High School and The Economy

For many students, high school is a pivotal opportunity to get the skills they need for postsecondary and career success. As XQ Co-founder and CEO Russlyn Ali explained, “Research now shows that adolescence is a pivotal phase for brain development, making it an optimal time to help young people shape their intelligence, identity, and personality.” 

Students’ high school experience often determines whether or not they will:

  • Receive their high school diploma
  • Pursue college or another postsecondary credential 
  • Possess the skills and confidence to navigate the professional world of the 21st century

Currently, traditional high schools in the United States do not do enough to ensure that all students meet these outcomes. 12th grade results from the 2019 National Assessment of Educational Progress (NAEP) in science, reading, and math show that high schoolers in America are, as a whole, not graduating with the skills they need to succeed professionally after high school. The gaps were made worse by the pandemic, especially for the most vulnerable students. A study from the Organisation for Economic Co-operation and Development spells out the relationship between pandemic learning loss and economic outcomes: K-12 students impacted by school closures may expect some three percent lower-income over their lifetimes, and on a national scale, annual GDP may be an average 1.5 percent lower for the rest of the century.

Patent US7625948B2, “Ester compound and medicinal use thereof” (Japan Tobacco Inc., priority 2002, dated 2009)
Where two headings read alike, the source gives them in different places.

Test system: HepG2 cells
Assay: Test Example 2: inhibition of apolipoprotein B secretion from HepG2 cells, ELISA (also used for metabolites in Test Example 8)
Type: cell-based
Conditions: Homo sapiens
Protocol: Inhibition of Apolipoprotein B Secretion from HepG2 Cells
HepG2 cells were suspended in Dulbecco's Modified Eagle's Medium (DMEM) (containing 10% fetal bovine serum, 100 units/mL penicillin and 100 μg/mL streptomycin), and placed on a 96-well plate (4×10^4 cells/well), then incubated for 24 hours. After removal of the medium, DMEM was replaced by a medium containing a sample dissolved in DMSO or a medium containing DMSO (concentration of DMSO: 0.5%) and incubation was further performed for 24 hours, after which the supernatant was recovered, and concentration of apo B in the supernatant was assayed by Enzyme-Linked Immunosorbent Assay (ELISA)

At XQ, we’ve chronicled the gap between the preparation high school students need to succeed in the 21st century workforce and the preparation they actually receive. We want to close this gap. By investing in high school transformation around the demands of the future economy, we have the opportunity to rethink high school to set up all students for successful careers and contribute to economic growth on a large scale.

How High School Education Helps Economic Growth